One of two men who gunned down a pair of Edmonton convenience store clerks is asking for a new trial, claiming legal errors on the part of the judge who presided over his conviction.
Laylin Delorme was convicted by a jury of two counts of first-degree murder and two counts of robbery after a trial in 2018. He is currently serving two concurrent life sentences for the murders of Ricky Cenabre and Karanpal Singh Bhangu, who worked as clerks at two separate south Edmonton Mac’s stores.
Delorme, Colton Steinhauer and a youth who was 13 at the time robbed the two stores on Dec. 18, 2015. They entered wearing masks, gloves and carrying a handgun and demanded cash, lottery tickets and cigarettes from the terrified clerks, each of whom was physically assaulted at gunpoint during the robberies.
On the way out of the first store, located in Mill Woods, Delorme turned and shot Bhangu, who fell to the floor and bled to death.
Delorme later handed the gun to Steinhauer, who shot Cenabre while leaving a store at 109 Street and 63 Avenue.
Delorme’s case was before the Alberta Court of Appeal Tuesday for a conviction appeal. His lawyer, Sarah Rankin, argued legal errors on how jurors were instructed merited a new trial.
The appeal is “not about whether these deaths were tragic, or even if they were criminal,” Rankin said.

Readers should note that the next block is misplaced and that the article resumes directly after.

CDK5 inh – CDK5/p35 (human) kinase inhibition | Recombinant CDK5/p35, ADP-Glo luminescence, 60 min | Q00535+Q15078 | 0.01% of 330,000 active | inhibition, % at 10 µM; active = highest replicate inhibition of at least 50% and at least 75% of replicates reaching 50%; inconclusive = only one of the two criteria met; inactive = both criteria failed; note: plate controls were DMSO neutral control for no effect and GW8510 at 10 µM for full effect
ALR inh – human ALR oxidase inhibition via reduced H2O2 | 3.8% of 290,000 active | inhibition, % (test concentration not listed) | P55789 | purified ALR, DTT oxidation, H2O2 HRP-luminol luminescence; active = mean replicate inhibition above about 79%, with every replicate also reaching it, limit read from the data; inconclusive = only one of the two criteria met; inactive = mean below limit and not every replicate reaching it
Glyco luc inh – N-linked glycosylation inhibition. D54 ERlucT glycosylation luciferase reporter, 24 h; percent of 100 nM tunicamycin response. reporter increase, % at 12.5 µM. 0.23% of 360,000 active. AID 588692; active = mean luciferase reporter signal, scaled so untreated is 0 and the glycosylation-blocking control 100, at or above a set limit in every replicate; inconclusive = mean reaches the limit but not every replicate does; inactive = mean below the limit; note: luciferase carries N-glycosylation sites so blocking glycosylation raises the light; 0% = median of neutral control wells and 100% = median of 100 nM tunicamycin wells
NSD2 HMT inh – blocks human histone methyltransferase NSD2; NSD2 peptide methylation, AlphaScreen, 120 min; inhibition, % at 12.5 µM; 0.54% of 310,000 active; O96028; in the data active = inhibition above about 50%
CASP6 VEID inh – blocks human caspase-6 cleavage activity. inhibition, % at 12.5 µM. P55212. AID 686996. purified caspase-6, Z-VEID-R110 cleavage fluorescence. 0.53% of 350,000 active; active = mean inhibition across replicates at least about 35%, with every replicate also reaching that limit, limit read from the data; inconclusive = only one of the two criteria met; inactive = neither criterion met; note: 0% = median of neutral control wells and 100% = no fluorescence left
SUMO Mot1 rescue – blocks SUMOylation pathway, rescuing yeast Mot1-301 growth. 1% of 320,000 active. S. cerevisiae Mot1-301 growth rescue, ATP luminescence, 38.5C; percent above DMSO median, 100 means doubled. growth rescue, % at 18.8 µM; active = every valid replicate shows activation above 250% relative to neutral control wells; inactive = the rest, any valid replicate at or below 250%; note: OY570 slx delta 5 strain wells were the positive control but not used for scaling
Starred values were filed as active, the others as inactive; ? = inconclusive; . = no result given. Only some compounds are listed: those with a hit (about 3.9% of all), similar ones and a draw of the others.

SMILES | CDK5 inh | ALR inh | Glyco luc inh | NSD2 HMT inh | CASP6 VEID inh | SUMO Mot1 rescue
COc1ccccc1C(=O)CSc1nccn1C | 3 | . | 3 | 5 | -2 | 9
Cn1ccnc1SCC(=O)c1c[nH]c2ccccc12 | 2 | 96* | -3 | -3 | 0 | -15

Rather, the appeal deals with whether the jury was properly instructed before arriving at the first-degree murder verdict.
Rankin claimed there were also issues with Justice Robert Graesser’s charge to the jury, who she said were given “a law school exam of an instruction” on how they could convict Delorme of certain offences.
She said it appeared the legal professionals in the courtroom themselves had difficulty understanding the jury charge.
Keith Joyce, a lawyer for the Crown, argued that there were no legal errors in Graesser’s handling of the trial and that if there were, they did not unduly impact the outcome.
He said the three killers clearly planned to commit the robberies and that the guns, masks and gloves showed they were “not acting spontaneously.” He said it “defies coincidence” that Delorme had not premeditated shooting the clerks.
Joyce concluded by saying there is no evidence the jury was led astray “by any erroneous instructions.”
Delorme observed silently from a conference room in Edmonton Institution.
Steinhauer was also convicted of first-degree murder in both killings, and like Delorme was sentenced to life in prison with no parole for at least 25 years (the Crown in both cases sought consecutive parole ineligibility periods, meaning both men would serve 50 years before being allowed to apply for parole).
The youth was convicted of two counts of manslaughter.
The three-judge appeal panel reserved its decision on Delorme’s appeal for a later date.